Budget in Edgemont

The EIC presents an unattainable budget, fraught with loss or reduction of services while generating extraordinary and unnecessary long-term debt, projected at a rate without consideration of rising market, bond rates, which will remain the responsibility of Edgemont taxpayers for decades.


Simplistically presented, annual operating budgeting by municipal entities is generally handled in the following manner:

  1. After a study of the previous year’s spending and a determination of all expenses required to properly provide services to the community, an expense budget is generated
  2. A projection of fees and other than Property Tax revenue is then determined
  3. The difference then becomes the amount of total Property Tax which is required
  4. Each individual’s Property Tax requirement is then computed utilizing the Total assessed value (TAV) of all of the properties as it relates to each property’s TAV and an owner’s share is established
  5. Your bill reflects your individual property’s percentage of the total assessed value of all property in the Town of Greenburgh

The EIC process appears to have been quite different.

Members of the EIC and its two, “feasibility study corroborating consulting firms,” Zions Public Finance, located in Salt Lake City, Utah and The Novak Consulting Group, located in Cincinnati, Ohio, never met with or spoke to any of the Department Supervisors or the Town Supervisor of Greenburgh. In fact, they never even reached out to set up a meeting. An accurate determination of our needs for Policing, DPW, EMS, etc., should have been calculated based upon Greenburgh’s experience, but in actuality was decided without any direct information provided by the Town of Greenburgh.

How can we rely on this report?

In addition, rather than utilizing the budget process previously described, it is clear that an operating budget was prepared by determining the Property Tax and additional Revenue available for services and then provided a level of services which that sum could purchase. This EIC model explains the reason for the jettisoning of Parks and Rec. services, generating $1,600,000 in savings, the refusal to accept the need to provide Ambulance/BLS services, generating $1,000,000 in savings, the bare bones POLICE, DPW, VILLAGE ADMINISTRATION budgets projecting inadequate staffing, equipment, and facility space. The EIC has completely ignored the between $300,000-$400,000 in Property Taxes which would need to be paid to the Town of Greenburgh should Edgemont Village build their proposed Police and Public Works facilities outside of Greenburgh. These examples are but a few of many such budget inconsistencies which render the EIC Feasibility Study and budget unattainable.


Unlike the Town of Greenburgh, which has multiple tracts of attractive land for development, Edgemont has few to none. While Greenburgh expands its revenue base by approving plans for major developments such as Regeneron, which will expand the Town’s property tax revenue base to meet increased cost, what will Edgemont do??? As costs increase for Edgemont Village, as they inevitably will, where will those additional funds be found?? Only one place…INCREASED PROPERTY TAXES FOR EDGEMONT RESIDENTS.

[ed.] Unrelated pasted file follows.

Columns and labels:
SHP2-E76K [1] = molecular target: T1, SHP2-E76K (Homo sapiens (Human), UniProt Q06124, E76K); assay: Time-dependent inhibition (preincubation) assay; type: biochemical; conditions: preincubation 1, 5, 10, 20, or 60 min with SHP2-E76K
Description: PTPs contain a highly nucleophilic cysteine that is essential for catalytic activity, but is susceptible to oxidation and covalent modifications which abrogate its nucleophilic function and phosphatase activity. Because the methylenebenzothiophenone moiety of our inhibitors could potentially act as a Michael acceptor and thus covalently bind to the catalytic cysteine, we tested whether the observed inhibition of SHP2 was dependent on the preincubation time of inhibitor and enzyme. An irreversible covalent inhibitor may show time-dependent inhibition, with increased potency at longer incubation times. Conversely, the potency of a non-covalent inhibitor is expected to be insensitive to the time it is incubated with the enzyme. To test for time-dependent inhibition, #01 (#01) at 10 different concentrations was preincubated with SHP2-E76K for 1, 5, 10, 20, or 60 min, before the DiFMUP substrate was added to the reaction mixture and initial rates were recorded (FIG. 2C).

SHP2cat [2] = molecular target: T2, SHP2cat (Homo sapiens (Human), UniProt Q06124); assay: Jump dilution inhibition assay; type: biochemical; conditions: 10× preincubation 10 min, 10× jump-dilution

The EIC proposes generating nearly $26,000,000 of long-term capital debt while forfeiting nearly $20,000,000 of Greenburgh Town assets which Edgemont residents contributed to over decades.
Issues related to encumbering our Country and its municipalities with Long-Term Capital Debt have become a National discussion, as escalating historical deficits increase and Bond interest rates, which determine the cost of carrying such debt continue to rise.
The Edgemont Village envisioned by the EIC will carry an enormous amount of long-term Capital Debt, generated by the extraordinary capital spending which the EIC proposes, along with the required assumption of Edgemont’s yet undetermined liability portion of Greenburgh’s debt.

It is important to understand that the Town of Greenburgh has approximately $75,000,000 worth of assets, comprised of property, buildings and structures, equipment and funds. Over many decades, Edgemont’s Property Taxes have paid for a substantial portion of these capital assets. With incorporation, an Edgemont Village will lose all interest in these assets, which will accrue to unincorporated Greenburgh. Utilizing Edgemont’s 26% of Total Assessed Value of Greenburgh, we would be “throwing away” nearly $20,000,000 of assets to which we contributed over the years. The EIC makes no mention of the loss of our assets in any of their literature.

On page 58 of the EIC feasibility report, “Total Village of Edgemont Debt, Est. 2018” will be as follows:

DPW and Police Facility and Equipment $14,795,000
Edgemont Share of Town Debt $11,004,136
Total $25,799,136

The total noted above is non-inclusive of $1,605,000 for the Fire District and $1,622,750 in Tax Anticipation Notes, for “Transition Costs and Contingency,” which they believe they can payoff utilizing the operating budget and FD assets.


The EIC utilizes an interest rate of 3%, assuming a new Edgemont Village is able to garner similar Bond Rating as Greenburgh, the Fire District and Edgemont Schools. In light of the recent increases in interest rates, the fact that EV will have no assets and significant debt, and based upon discussions with individuals involved in such Bond trading, we believe that a 3% interest rate may not be available in the future, generating additional expense to the proposed EIC budget.

The risks of long term debt and its financing are daunting and must be considered heavily.


Categories: Key Issues